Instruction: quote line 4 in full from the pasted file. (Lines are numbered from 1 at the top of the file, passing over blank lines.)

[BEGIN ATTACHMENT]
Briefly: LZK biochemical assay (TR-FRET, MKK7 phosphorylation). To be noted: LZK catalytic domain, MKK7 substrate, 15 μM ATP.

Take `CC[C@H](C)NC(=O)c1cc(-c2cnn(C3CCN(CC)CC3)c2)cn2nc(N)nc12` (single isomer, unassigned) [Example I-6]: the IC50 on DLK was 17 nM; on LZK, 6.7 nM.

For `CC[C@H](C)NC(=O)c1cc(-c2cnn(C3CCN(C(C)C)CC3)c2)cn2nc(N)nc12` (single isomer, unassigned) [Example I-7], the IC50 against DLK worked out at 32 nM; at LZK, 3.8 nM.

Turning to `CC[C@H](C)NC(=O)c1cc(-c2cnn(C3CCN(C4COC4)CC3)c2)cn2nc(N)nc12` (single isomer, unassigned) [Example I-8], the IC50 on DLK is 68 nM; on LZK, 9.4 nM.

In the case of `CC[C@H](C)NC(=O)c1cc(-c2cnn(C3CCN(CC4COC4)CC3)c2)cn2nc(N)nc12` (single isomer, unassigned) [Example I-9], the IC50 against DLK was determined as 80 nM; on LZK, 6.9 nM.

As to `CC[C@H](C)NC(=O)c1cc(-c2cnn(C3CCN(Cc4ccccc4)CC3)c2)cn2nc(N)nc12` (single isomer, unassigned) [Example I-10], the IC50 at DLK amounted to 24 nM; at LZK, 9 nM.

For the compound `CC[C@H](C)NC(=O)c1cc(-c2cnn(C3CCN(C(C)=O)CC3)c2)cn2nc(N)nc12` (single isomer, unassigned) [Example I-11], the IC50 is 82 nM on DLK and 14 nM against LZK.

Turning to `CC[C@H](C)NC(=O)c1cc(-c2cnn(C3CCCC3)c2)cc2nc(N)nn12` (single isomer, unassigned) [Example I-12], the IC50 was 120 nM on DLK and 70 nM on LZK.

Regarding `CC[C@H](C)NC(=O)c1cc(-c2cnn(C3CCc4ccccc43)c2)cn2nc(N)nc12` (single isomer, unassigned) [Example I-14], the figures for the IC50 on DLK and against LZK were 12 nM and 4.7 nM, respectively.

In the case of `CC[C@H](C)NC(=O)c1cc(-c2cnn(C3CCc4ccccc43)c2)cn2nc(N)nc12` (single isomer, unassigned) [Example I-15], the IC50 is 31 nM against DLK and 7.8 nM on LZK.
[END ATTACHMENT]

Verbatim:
Turning to `CC[C@H](C)NC(=O)c1cc(-c2cnn(C3CCN(C4COC4)CC3)c2)cn2nc(N)nc12` (single isomer, unassigned) [Example I-8], the IC50 on DLK is 68 nM; on LZK, 9.4 nM.